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    February 24, 2014 // 10:00 AM

    Developing a Marketing Plan? Don't Forget These 5 Essential Factors

    Written by Patrick Owings | @

    156374301What’s that you say? You don’t have a marketing plan? Oh, I see. It’s worse than that. You’re not even sure what a marketing plan is, much less how to implement one.

    Well, that’s okay. We can help you with that. Before we get started, you need to answer a couple questions.

    1. Who is your target audience?
    2. How do they receive information?

    Once you have these answers, you’re ready to start building your marketing plan. Remember as you move through the different components that flexibility is good. Making some changes to fit your particular products, corporate culture, and target audience is welcome.

    Now, what the heck is a marketing plan? It starts like this:

    1) Buyer Personas

    Remember when you decided who your target audience is? That’s the first step in developing buyer personas. Unless you’re a niche company with a really, really small niche, you probably cater to several different types of buyers. These buyer types become personas.

    To create these buyer personas, you must discover every aspect of their lives, from the money they make to the things they do for fun. While they might be a fictional character in your head, you must remember they represent very real customers with various psychographic dimensions. If your marketing materials don’t resonate with the buyers, you can’t succeed.

    2) Content Calendars

    Content is the most important aspect of your marketing plan. The words, images, and videos you choose to represent your company serve different purposes. The first, of course, is to inform. You want anyone who stumbles across content from your company to know immediately what your business is all about. That content must reach your buyer personas, which means you have to have the right tone, the right information, and the right timing.

    Finally, that content is how you will be found on the Internet. As long as you’re working hard to meet the first two requirements, the third will fall right into place. If you’re just creating content to fill space with words, you’ll fail. No, seriously. Google will block your content and no one will ever see it.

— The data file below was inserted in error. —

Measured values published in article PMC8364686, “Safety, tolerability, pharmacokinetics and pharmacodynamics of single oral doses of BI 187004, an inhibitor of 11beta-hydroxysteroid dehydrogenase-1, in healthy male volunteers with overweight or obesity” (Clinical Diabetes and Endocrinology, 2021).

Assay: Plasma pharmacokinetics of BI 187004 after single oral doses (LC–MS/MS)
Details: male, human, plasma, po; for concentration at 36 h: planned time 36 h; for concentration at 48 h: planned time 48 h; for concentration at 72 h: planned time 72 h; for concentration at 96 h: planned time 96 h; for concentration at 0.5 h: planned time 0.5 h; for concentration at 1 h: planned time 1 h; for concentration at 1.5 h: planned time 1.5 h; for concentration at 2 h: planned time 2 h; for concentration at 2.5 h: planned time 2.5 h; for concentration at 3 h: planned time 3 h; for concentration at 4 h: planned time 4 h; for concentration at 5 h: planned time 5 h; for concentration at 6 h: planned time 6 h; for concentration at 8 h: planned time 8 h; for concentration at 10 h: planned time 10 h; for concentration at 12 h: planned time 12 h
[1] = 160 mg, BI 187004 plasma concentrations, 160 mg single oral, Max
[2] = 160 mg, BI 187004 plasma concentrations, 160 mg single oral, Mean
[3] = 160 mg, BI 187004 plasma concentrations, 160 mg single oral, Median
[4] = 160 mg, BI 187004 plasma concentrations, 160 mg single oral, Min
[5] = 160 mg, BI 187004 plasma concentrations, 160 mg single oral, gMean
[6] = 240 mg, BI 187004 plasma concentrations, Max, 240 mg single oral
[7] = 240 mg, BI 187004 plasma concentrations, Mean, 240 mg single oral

3) Campaign Calendars

    Another important piece of your marketing plan is your campaign calendar. The campaigns can be anything from a discount on your most popular items to an ebook about your products. In order to keep traffic flowing to your website, leads pouring into your sales funnel, and sales happening on a daily basis, you must keep up with your campaign calendar. When you let a month go by without some sort of offer, you’re letting potential sales slip through your fingers.

    4) Social Media Strategy

    Yes, absolutely, social media is an integral part of your marketing strategy. If you’re hopping onto Twitter once a week or posting to Facebook only when your latte art looks oh-mazing, you’re missing out on the true power of social media. Yes, there are “guidelines” out there that suggest how many times per day to post and where and when, but the real formula is to simply reach out every day with something new, exciting, fun, and informative.

    You can schedule those posts if you’re afraid you won’t remember or won’t find the time to hit up the different accounts throughout the day. There’s nothing wrong with that. Just remember the point of social media is to be social. You’ll lose any edge you gain if you never respond to or interact with your customers.

    5) Key Performance Indicators

    None of these components to your marketing plan will do any good if you’re not keeping an eye on how they perform. Regular analysis will help you determine what’s working and what must be tweaked and changed. Delve deep into those numbers, use various filtering methods to see more granular results, and apply the knowledge you gain to future marketing efforts.

    A rolling marketing plan is the best way to manage these various components. Develop a schedule to get started, create your content, campaign, and social media calendars and assign dates and times. Then verify your methods are working. If they’re not, or if you’re not seeing the numbers you really want, make some changes to the plan and just keep moving. Above all, don’t simply throw words at your blog or social media accounts. Plan them. Plan well, plan often, plan smart, and plan patiently.

    Topics: Inbound Marketing Buyer Personas

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